Baseball Toaster Cub Town
Dubois for Gerut: Swapping Mispronunciations
2005-07-19 08:14
by Derek Smart

After last night's game (more on that later today), the Cubs and Indians made a trade of players each club liked but couldn't make fit, Chicago sending the right-handed, powerful, but defensively challenged Jason Dubois to Cleveland in exchange for the left-handed, more athletic Jody Gerut.

While I've admittedly seen very little of Gerut, my initial impression of the deal is that it's a solid one for both sides. The Indians were in search of some power from the right side, and the Cubs were looking for some defensive and OBP help from someone who could start anywhere in the outfield.

Say what you like about his power potential, but Dubois is brutal in the field, and that likely had as much to do with his being shipped out as anything. Note this quote from Jim Hendry:

"Jason's a guy who has power potential," Hendry said. "All of us felt he might be better suited to the other league."

Translation: with a glove like his, Dubois' future is as a DH. That's a fair assessment, and as much as I like his ability to smoke the ball, the side effect of having to hold my breath every time a fly goes in the air to left is an awfully steep price to pay.

The interesting thing to watch in the short term will be how Gerut is used. He can theoretically play center field, and can certainly play the outfield corners, so when he's in the lineup he'll either be taking time from current lead-off man, Jerry Hairston, or from Todd Hollandsworth. Which of those fellas sees more bench time could give a clue to what else the organization is thinking about doing.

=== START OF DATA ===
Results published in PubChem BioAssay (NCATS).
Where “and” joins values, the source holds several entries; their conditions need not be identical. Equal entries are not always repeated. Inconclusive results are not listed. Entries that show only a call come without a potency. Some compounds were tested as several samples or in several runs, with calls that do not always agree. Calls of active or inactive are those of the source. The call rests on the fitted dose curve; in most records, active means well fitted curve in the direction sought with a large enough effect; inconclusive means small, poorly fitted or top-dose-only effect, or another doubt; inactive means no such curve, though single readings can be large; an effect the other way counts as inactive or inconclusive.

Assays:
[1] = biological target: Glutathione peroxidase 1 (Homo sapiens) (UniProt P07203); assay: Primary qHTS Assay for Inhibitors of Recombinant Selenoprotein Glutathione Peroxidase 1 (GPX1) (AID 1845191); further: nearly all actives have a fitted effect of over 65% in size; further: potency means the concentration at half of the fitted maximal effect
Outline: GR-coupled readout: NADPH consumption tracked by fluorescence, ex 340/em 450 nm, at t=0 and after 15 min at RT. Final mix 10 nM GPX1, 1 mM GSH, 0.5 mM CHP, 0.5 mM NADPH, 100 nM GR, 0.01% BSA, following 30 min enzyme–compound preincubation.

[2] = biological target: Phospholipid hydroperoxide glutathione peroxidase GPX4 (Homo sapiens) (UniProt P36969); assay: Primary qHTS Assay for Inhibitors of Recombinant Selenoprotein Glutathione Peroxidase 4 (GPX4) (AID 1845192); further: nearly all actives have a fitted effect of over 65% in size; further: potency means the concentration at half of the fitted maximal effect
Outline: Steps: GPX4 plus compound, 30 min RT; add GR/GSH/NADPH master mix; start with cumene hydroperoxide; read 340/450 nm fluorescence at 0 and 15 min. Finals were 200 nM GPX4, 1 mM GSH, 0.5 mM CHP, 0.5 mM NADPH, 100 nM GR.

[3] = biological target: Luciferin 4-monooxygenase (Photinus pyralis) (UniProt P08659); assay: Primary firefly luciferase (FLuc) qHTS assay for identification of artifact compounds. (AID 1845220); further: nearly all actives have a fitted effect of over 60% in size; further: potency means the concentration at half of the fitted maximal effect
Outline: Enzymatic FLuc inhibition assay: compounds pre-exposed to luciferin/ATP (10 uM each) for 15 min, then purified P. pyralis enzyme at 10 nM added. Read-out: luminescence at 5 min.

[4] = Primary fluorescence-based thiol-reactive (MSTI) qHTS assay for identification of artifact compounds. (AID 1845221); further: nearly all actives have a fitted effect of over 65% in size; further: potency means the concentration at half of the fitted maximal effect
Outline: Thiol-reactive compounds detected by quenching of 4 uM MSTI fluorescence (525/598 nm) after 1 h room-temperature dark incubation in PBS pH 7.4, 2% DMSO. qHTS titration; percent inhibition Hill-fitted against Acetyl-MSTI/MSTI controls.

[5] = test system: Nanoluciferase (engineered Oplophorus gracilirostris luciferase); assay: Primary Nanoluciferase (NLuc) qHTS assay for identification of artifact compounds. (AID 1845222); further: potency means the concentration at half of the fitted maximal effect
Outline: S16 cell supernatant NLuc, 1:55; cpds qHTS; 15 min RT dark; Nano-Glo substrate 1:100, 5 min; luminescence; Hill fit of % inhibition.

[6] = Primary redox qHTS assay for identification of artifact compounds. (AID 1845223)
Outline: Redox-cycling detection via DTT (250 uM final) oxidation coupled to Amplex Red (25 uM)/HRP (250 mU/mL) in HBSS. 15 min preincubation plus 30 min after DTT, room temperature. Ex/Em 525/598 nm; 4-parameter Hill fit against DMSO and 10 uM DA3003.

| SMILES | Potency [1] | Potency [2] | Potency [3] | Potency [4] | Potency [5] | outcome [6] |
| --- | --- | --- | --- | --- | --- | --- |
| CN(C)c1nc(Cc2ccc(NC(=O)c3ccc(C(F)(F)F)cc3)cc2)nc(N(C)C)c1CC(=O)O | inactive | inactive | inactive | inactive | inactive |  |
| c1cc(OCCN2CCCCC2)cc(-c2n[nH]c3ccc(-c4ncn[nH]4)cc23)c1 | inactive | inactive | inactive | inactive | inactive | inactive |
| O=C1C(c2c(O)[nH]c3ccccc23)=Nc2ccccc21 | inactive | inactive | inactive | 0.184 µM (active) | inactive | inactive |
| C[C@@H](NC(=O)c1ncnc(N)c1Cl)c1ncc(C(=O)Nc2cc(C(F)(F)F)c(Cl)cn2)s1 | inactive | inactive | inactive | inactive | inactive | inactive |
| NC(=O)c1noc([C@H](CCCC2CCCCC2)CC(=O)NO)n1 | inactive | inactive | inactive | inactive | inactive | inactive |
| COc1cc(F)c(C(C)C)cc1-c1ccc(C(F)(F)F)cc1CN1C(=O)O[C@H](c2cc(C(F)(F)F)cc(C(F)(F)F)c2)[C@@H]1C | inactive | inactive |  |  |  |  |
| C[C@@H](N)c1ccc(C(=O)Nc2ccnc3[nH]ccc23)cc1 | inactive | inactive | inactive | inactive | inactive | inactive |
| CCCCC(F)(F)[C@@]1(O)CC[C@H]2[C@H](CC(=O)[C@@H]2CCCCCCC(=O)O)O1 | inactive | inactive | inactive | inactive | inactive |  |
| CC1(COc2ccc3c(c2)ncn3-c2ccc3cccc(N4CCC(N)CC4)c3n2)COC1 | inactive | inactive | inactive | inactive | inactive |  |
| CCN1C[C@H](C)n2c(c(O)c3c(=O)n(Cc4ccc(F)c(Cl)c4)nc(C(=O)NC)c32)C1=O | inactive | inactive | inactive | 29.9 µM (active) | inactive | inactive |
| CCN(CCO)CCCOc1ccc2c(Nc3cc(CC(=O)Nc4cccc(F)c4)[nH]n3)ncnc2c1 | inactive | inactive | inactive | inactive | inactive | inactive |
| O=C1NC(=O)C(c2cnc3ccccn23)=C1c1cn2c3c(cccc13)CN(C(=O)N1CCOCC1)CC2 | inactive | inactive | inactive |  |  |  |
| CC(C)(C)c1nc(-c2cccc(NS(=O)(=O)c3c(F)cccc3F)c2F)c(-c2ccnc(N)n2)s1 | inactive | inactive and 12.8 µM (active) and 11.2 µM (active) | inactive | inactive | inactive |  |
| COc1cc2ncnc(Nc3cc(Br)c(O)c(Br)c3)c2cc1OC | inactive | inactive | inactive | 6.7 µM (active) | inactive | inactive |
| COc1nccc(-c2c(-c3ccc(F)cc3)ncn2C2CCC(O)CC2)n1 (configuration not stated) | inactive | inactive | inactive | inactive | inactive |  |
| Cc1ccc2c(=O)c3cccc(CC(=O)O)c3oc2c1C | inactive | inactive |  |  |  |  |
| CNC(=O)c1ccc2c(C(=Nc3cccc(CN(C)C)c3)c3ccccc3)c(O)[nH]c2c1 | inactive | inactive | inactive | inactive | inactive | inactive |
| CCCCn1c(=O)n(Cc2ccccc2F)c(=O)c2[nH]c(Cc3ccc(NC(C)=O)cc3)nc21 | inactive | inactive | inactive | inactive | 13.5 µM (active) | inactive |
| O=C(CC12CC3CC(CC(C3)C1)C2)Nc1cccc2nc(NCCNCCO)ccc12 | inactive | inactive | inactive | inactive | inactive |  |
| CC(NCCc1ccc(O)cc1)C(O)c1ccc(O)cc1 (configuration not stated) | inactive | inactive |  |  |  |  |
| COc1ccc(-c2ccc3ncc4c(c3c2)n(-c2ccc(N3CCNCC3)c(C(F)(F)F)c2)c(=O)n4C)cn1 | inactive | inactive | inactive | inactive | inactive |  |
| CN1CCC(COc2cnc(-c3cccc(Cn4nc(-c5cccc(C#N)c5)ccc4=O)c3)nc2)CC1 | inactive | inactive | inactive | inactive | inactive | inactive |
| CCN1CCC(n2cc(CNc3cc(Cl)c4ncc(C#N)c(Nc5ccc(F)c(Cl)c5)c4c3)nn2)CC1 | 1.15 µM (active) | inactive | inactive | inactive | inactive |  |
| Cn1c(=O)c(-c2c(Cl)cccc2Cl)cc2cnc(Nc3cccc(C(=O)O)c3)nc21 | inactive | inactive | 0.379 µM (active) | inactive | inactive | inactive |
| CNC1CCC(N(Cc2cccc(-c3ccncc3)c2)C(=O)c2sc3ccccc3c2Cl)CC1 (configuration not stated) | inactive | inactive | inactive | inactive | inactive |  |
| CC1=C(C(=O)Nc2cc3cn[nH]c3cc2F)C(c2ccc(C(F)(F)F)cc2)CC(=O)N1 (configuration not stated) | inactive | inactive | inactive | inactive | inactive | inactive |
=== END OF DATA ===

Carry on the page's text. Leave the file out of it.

What demands attention long term is what, if anything, happens to Gerut's power. Take a look at this handy, dandy table:


After having very nice power numbers his first year, he's fallen off dramatically, and the key to this trend is the huge increase in the number of ground balls he's hit. If you don't get the ball in the air you don't hit for power, and while I don't know why he's been rapping grounders at such a furious rate, I do know that if he keeps it up he'll continue to struggle with his pop.

There's positive news in his statline, however, and that comes from his walk rates. They've been steadily climbing over time, as have his BB/SO rates, and that's all to the good. If there's one thing this club needs it's someone with some patience, and Gerut seems to be developing that rapidly.

What I'd like to see happen is for Gerut to regain at least some of that pop without losing ground in his walk rate, and if he can start getting the ball in the air again, we just might see it happen. If the boom doesn't come back to his bat, this is a solid deal. If it does, it's a very good one, indeed.

2005-07-19 10:23:37
1.   rynox
Good analysis, Derek. Those numbers give a better idea of what he does when he gets to the plate.
2005-07-19 10:50:00
2.   onetimer
Oh, he'll hit more fly balls with the Cubs. If there's one thing the Cubs are good at, it's swing from their heels.
2005-07-19 10:50:07
3.   onetimer
Oh, he'll hit more fly balls with the Cubs. If there's one thing the Cubs are good at, it's swinging from their heels.
2005-07-19 13:37:45
4.   James
Derek... also take a look at his splits. He could be a very good platoon partner for Hairston or Murton. Amazingly, this was a good talent-for-talent, need-for-need trade between two competitive teams.

Maybe we need to expand our search for pennant drive help... obviously, Jim Hendry has.

2005-07-19 14:22:24
5.   Derek Smart
No idea why I neglected to look at his splits, James (me brain, she not so sharp these days), but you're right - bring on the right handers, 'cause he can smoke 'em.

Then again, please have a seat when a lefty's on the hill, because those are some ugly numbers, sir.

Of the things that Jim Hendry does well, perhaps chief among them is coming up with good, solid moves that surprise the pants off me (an unfortunate consequence to an otherwise welcome event).

2005-07-19 15:27:29
6.   onetimer
This move also has the advantage of allowing Hollandsworth to move to his natural fourth outfielder position. He's a fine pinch-hitter not an everyday hitter.

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